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A Home and a Legacy Volume 12 Issue 2 Fall 2017



 

A Home and a Legacy


Fall 2017 | By Kelly Petty


In 2015, Rickita Burney’s beloved grandfather had passed away. But before he died, she told him her goal was to give her children a home of their own.

That promise came to fruition a year later when Burney and her two children opened the doors to their new home thanks to Habitat for Humanity Southern Crescent and the Warrick Dunn Foundation.

“I still come home and just say thank you,” she says. “We are blessed beyond measure. This is our home and no one can take this away from us.”

Burney, a sophomore legal studies major, underwent a comprehensive process to earn her home, including taking financial classes, volunteering at Habitat and helping to build parts of her home.

The educational experience coupled with the physical labor made getting a home more valuable, Burney says.

“Working with Habitat Southern Crescent, it’s a hand up, not a hand out,” she says. “Partner families put in blood, sweat and tears. I’m building something for the next generation, something to leave for my kids as a legacy.”

In achieving her goals for homeownership, Burney did not go at it alone. In addition to the support from Habitat and the Warrick Dunn Foundation, Clayton State University helped Burney make her dream real.

Students gathered in August of 2016 during Laker Service Day hosted by Campus Life to help build the walls of Burney’s home. The event was part of freshman and first-year student activities at the beginning of the school year.

“I like volunteering and seeing things get done,” said Thomas Wragg, a sophomore studying supply chain management in the College of Business. “This is a humbling experience. I’m more fortunate, so I want to use whatever I have to help others.”

Ciara Dunn ‘17, Clayton State alumna and a program coordinator at Habitat for Humanity, said owning a home makes a big difference in the lives of children.

“I still come home and just say thank you,” she says. “We are blessed beyond measure. This is our home and no one can take this away from us.”

“Statistics show that when kids are in a stable neighborhood their test scores are higher,” Dunn said. “It’s a big role to be a part of that and take pride in building a home and helping someone out.”

Burney said it was exciting to see students take ownership in the project, especially knowing that they were helping a member of the Laker family.

“Knowing that they were helping a fellow student, it kind of like amped them up,” she recalls.

Dr. Kemuel Kimbrough, the former Habitat for Humanity Southern Crescent CEO and a social sciences professor at Clayton State, said in his few interactions with Burney during the process, he sensed her focus and determination.

“Like many Habitat partner families, her life's journey was very touching and her goals were laudable. While volunteering, she often talked of looking forward to sitting across from me at the closing table, when she would become a homeowner,” he says. “Ultimately, we finished the home, and Rickita and I sat at the closing table together.”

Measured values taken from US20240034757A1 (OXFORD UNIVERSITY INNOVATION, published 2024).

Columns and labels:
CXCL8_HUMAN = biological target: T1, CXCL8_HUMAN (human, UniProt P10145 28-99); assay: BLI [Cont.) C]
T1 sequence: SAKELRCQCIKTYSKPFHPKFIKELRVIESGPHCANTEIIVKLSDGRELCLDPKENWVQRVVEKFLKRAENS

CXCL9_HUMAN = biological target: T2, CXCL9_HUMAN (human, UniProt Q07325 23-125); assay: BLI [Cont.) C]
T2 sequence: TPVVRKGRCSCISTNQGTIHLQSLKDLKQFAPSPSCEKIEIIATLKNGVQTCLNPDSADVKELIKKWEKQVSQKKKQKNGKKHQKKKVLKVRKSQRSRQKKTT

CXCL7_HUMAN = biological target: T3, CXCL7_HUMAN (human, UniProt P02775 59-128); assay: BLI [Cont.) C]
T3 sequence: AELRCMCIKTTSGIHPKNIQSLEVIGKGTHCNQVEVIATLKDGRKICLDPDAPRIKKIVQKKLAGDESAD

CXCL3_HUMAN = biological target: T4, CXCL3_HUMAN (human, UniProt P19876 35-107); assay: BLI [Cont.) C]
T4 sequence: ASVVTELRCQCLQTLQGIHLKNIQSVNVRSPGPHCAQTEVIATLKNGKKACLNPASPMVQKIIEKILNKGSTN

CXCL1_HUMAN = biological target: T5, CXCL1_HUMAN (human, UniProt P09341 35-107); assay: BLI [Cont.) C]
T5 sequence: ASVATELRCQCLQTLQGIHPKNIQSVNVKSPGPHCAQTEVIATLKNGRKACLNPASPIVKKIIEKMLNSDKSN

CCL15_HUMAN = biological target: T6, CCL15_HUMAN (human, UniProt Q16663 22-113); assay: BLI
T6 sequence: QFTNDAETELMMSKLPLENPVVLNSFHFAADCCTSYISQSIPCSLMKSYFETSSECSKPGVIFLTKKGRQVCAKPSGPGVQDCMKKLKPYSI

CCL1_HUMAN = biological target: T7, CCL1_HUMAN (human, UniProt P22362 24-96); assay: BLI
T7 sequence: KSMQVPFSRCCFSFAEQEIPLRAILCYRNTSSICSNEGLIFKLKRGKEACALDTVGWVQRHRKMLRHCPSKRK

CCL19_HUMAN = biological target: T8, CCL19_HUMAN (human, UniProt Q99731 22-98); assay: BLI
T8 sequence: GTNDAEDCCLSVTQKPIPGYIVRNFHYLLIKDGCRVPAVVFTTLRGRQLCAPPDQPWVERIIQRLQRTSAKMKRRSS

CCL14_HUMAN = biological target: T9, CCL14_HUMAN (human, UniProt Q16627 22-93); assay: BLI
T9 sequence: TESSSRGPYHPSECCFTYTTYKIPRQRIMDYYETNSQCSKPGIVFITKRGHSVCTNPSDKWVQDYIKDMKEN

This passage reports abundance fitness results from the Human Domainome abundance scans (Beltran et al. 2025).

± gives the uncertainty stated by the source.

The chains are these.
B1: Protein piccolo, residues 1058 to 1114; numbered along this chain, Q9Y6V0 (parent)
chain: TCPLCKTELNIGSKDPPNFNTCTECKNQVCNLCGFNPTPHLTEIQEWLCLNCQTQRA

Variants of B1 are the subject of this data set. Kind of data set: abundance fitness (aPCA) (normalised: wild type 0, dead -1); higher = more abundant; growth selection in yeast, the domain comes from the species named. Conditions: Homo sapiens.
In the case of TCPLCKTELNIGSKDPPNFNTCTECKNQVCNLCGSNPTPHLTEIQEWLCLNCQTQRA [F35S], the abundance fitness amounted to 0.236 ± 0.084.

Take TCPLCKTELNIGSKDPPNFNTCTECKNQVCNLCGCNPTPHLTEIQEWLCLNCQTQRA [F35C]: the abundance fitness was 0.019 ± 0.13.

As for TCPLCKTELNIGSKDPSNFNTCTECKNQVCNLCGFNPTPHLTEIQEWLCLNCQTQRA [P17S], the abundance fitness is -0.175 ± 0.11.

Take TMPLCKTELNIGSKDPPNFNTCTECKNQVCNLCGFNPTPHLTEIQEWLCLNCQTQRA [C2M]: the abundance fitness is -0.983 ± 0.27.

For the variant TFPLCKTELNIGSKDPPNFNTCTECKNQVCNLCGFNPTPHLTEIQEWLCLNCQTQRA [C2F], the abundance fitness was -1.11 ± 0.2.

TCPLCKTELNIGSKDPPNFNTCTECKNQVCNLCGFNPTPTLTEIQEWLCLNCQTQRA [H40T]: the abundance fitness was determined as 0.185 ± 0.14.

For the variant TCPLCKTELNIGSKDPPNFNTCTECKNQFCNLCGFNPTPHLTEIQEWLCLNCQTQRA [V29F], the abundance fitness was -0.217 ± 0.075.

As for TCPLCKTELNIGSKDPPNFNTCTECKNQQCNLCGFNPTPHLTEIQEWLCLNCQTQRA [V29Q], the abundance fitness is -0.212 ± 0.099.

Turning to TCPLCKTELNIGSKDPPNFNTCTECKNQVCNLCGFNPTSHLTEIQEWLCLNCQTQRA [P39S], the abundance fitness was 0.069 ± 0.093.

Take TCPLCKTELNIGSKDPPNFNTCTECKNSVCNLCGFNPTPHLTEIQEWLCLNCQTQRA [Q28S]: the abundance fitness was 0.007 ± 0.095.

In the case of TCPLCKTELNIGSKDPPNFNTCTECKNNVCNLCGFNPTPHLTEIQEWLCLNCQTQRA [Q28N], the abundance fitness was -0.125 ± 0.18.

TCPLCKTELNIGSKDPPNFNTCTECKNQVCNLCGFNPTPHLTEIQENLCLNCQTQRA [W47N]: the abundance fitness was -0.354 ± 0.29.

Warrick Dunn (left) welcomes Burney and her two children to their new home in Jonesboro, Georgia

Dr. Kimbrough says that through the partnership between Habitat and the Warrick Dunn Foundation, Burney and her children were afforded the opportunity to gain an energy-efficient home, a reasonable mortgage and, more importantly, the ability to build a strong financial foundation for her family.

“Homeownership is building wealth versus merely providing housing,” Dr. Kimbrough notes.

Since moving into her home last November, Burney has found that she has more quiet time for herself. Her kids have been able to run around and play in the yard, and she’s enjoyed entertaining family and grilling.

Christmas turned out to be a blast when she hosted a pajama party with her family to play games and watch movies.

“My grandmother blessed the house,” Burney says. “She was so excited for her grandkids and great-grandkids.”

Burney says the Warrick Dunn Foundation team continues to check in on her, and she has taken several of their workshops, including one for retirement and financial planning, and another on healthy eating.

As for the future, Burney looks forward to finishing school and working in the court system. She also wants to see her children do well in school. And she hopes to get married again.

For now, Burney is just happy that she was able to tick one thing off her list of life goals and fulfill a promise to her grandfather.

“I can still hear him telling me what to do and what not do,” she says. “He may not be here physically, but he is here spiritually.”

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